Jim Barnett moved to Riverside in 1954 at the age of ten. His father, Frank, was stationed at March Air Force Base. Jim enjoyed playing all sports while growing up and participated in Riverside ’s Little league, Pony League, and Colt League programs. “I always tell people that I came from a baseball town. Several Ramona baseball players signed professional contracts during my three years in high school.”
Jim played basketball on the “B” team as a sophomore, standing 5’ 9” and weighing 124 pounds. “My goal was to make the jayvee team as a junior and possibly make the varsity as a senior where I would be happy to just sit on the bench.” Jim’s coach, Tom Williams, recognized his potential and made him into an All CBL performer as a junior and senior, as well as an All CIF player his senior year. Jim had many scholarship offers after graduation, but decided to attend the University of Oregon . “ I was afraid to go to UCLA because I thought I might not get a chance to play. And I wanted the opportunity to play as a sophomore as well.” When Jim graduated in 1966 he had become an All American and had set a new school scoring record at Oregon.
Jim played in the East/West College All Star Game in Lexington , Kentucky where he led the West in scoring. “That was the game that got the NBA scouts’ attention.” The Boston Celtics drafted him in the first round of the 1966 draft. “The Celtics had won eight consecutive NBA titles, Bill Russell became their player/coach, and I was able to play alongside some of the greatest players in NBA history my rookie year.” The NBA had only ten teams in 1966 and would grow to twenty-three by the time Jim finished his career after eleven seasons. Jim also played with the San Diego Rockets, Portland Blazers, Golden State Warriors, New Orleans Jazz, New York Knicks, and the Philadelphia 76ers. His best season came in 1970-71 when he averaged 18.5 ppg with the Blazers. While never winning an NBA Championship, Jim played in the playoffs with four teams, making the NBA Finals one time.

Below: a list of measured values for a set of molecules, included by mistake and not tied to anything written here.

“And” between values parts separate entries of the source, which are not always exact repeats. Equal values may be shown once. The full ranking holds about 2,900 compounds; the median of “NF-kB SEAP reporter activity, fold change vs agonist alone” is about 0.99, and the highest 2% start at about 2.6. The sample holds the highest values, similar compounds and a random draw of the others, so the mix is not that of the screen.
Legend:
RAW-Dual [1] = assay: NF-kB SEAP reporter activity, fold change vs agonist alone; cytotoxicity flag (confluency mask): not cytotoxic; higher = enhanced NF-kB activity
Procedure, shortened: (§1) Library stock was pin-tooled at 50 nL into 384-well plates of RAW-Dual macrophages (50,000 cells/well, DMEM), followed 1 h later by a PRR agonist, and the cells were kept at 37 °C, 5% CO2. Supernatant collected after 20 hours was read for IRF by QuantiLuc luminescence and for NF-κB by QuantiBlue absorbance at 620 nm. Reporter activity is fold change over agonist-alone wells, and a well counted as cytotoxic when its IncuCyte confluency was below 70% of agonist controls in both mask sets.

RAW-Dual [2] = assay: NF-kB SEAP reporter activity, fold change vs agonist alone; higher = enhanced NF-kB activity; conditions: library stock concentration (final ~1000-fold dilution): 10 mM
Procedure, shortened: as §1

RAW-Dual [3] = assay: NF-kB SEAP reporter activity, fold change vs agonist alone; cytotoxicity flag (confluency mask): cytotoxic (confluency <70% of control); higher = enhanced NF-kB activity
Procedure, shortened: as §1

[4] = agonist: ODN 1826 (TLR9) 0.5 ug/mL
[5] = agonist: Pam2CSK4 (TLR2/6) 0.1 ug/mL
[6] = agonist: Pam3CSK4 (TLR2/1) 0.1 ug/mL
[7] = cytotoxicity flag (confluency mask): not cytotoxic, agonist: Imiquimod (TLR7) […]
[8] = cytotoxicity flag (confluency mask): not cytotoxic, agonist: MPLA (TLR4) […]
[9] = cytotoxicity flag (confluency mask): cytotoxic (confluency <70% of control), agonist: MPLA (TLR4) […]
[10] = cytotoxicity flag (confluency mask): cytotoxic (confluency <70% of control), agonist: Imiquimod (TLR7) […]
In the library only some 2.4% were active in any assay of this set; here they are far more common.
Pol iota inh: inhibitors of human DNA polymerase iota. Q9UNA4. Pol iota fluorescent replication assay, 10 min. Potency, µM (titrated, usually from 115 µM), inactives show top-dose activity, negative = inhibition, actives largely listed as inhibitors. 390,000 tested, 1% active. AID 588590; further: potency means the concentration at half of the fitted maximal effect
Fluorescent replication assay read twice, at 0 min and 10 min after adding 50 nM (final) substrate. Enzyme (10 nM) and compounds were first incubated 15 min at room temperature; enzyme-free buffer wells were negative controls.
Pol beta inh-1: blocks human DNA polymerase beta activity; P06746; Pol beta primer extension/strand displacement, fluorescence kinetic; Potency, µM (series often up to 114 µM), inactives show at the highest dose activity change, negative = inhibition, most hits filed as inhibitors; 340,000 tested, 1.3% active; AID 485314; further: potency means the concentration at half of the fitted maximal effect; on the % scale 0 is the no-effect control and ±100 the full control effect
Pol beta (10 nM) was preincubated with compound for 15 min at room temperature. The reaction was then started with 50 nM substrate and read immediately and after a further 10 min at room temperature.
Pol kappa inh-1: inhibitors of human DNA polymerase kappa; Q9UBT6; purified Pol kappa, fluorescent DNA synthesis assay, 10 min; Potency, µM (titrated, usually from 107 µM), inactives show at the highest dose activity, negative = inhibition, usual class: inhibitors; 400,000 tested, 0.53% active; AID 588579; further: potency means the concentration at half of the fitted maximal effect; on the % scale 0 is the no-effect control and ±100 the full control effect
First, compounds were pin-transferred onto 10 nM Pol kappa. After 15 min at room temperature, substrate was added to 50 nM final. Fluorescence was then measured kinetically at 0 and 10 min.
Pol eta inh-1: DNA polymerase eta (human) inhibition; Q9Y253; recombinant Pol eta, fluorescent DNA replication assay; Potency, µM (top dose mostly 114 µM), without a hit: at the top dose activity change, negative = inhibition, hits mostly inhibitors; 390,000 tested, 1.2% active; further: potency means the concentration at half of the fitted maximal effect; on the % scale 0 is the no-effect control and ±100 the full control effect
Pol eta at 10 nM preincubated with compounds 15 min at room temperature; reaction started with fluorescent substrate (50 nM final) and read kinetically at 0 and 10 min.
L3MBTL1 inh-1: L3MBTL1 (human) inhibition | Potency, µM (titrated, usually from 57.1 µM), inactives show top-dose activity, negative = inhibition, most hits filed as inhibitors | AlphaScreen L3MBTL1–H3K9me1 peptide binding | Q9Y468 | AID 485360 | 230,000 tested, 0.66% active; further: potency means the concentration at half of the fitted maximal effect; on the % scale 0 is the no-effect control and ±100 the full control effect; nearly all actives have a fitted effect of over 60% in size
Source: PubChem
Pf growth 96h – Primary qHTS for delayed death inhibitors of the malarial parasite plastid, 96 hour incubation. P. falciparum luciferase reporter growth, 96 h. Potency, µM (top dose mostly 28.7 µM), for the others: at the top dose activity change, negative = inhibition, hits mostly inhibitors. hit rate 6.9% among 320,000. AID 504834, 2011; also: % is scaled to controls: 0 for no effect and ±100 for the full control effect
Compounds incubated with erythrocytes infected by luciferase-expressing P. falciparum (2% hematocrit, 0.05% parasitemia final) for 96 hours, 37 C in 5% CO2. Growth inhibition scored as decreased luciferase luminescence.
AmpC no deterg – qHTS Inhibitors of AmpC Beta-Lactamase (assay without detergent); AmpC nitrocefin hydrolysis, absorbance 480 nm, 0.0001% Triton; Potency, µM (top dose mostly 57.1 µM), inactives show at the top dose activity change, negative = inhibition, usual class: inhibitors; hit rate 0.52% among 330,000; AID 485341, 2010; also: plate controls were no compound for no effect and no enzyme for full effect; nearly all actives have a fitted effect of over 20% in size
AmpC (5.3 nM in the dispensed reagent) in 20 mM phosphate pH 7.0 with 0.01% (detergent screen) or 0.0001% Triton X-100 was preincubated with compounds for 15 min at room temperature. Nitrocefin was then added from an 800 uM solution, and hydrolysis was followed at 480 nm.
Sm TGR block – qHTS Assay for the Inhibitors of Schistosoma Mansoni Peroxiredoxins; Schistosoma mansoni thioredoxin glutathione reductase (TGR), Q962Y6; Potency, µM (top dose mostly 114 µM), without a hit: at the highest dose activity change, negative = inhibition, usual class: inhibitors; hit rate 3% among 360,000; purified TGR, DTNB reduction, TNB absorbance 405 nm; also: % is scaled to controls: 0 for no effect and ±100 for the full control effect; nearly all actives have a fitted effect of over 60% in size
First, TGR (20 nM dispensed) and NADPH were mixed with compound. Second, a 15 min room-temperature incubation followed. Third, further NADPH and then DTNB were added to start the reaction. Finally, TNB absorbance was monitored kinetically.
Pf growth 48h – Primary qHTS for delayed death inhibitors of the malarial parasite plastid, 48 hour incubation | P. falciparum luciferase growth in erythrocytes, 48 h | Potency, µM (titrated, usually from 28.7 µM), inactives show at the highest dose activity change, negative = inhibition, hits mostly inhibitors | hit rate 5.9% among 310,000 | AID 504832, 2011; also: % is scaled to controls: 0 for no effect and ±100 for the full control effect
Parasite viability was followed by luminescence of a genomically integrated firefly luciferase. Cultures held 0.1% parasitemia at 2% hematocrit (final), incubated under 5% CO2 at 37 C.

After basketball retirement Jim went into the advertising and sales promotion business where success also followed. “I have been very fortunate to have had mentors point me in the right direction, starting with Tom Williams at Ramona. Of course you have to work hard, have determination, set goals, and always be true to yourself.”
For the past twenty years Jim has been the television analyst on all Golden State Warriors broadcasts. “I kind of fell into that while I was still playing in the NBA and I actually think I’m a better broadcaster than I was a player in the NBA.”
Jim lives in Orinda , California , is single, and has a twenty-eight year old daughter, Jennifer.